An Australian study of more than 900 coronial inquiries into child deaths from violence or accident appears to bear out theories of the so-called Cinderella effect.
Psychologist and researcher at Melbourne's Deakin University Greg Tooley said that despite sensitivities over the issue, the findings should not be ignored and child-welfare agencies needed to take it into account when assessing at-risk cases.
"It would be very good, I think, if an awareness of this were to lead to better targeted interventions," Dr Tooley told The Australian.
It was possible that sensitivities over targeting children with step-parents might be getting in the way of agencies identifying it as a risk factor, he said.
"It is certainly difficult to talk about because it is such a hot issue," he said.
Dr Tooley's study found that children with a step-parent were at least 17 times more likely to die from intentional violence or accident. A limited version of the study found that the rate could be as high as 77 times.
It found the risk was higher if there were no biological parents, such children being at least 22 times more prone. Most at risk were children under five.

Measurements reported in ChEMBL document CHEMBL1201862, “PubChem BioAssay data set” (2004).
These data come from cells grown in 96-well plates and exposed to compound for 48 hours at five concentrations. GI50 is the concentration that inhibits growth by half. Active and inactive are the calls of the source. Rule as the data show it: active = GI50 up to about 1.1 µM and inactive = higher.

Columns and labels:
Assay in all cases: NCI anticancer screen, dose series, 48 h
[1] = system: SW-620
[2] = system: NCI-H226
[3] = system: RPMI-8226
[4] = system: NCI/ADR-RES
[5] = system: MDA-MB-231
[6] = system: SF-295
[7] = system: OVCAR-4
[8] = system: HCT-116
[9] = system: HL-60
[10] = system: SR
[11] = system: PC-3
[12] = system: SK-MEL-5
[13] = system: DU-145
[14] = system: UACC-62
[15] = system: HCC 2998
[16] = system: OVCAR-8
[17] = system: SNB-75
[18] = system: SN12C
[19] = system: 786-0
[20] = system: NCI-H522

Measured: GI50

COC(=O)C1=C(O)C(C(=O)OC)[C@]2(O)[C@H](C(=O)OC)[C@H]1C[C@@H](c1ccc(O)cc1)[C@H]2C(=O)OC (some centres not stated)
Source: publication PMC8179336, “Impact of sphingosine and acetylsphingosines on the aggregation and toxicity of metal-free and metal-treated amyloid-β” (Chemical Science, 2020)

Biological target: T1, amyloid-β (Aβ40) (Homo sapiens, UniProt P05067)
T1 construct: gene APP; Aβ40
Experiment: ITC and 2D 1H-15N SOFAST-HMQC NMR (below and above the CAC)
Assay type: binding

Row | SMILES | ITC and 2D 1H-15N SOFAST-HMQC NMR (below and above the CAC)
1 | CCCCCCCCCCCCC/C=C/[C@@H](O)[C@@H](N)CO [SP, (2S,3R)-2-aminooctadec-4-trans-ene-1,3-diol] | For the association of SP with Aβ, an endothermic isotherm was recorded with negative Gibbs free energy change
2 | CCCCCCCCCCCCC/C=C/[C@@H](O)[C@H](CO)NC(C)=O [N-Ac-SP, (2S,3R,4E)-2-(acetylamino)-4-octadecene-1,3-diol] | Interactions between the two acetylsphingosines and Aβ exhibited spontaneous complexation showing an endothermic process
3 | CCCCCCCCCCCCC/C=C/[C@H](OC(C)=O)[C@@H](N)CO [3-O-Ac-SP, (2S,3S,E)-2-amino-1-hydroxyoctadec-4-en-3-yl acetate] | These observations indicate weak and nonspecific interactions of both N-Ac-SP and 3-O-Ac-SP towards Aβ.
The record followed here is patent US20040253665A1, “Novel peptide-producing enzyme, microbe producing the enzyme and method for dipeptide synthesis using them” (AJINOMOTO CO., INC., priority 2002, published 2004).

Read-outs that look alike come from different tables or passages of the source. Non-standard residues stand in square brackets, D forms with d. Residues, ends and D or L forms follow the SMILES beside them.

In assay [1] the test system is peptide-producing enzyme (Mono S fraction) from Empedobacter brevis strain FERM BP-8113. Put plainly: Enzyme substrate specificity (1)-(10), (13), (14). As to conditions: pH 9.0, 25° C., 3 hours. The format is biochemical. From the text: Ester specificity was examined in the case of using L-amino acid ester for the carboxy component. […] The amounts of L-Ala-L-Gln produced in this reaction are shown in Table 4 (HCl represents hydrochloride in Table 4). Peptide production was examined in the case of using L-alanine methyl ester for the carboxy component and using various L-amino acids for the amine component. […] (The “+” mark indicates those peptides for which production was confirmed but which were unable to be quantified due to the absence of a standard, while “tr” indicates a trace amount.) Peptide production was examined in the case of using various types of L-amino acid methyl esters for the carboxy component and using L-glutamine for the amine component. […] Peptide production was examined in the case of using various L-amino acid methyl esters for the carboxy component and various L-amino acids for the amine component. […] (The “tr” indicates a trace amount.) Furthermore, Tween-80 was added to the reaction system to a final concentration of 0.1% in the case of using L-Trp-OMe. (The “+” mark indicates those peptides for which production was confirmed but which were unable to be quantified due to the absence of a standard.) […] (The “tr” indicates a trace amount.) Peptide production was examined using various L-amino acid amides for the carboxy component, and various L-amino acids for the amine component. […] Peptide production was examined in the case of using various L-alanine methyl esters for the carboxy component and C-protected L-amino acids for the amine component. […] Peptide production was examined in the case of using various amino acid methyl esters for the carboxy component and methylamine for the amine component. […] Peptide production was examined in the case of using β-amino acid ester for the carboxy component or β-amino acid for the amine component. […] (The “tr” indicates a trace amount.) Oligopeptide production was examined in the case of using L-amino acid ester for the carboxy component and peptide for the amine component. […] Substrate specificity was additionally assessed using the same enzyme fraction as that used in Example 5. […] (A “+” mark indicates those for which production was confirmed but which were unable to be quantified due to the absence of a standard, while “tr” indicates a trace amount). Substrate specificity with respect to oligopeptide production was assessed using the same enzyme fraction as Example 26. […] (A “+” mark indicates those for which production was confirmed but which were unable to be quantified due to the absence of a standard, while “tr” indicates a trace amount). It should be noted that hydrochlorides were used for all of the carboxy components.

Overall, Dr Tooley found that children with a single biological mother were no more at risk than children with both biological parents.
But he did find that children of single mothers were three times more at risk of drowning.
Dr Tooley said the findings appeared to back up theories that parents were biologically driven to be extremely protective of their offspring, less so than step-parents.
The theory has widespread parlance in folklore and fairytales, such as that of Cinderella, who is banished to cleaning duties by her jealous step-mother and sisters.
Dr Tooley stressed that the findings were not about attacking step-parents, but simply identifying risk factors.
"We have to look at the flipside, which is all the good that step-parents do," he said.
But he added: "I'd be disturbed if we didn't use the information. The vast majority of step-parents are outstanding, but they aren't as equipped with the same protective drive as a biological parent."
He speculates that this probably becomes more of a factor in child welfare when families are under stress. "I feel these factors are happening at the real edge when families are under a lot of pressure," he said.
Submitted by: Andrew Trounson *
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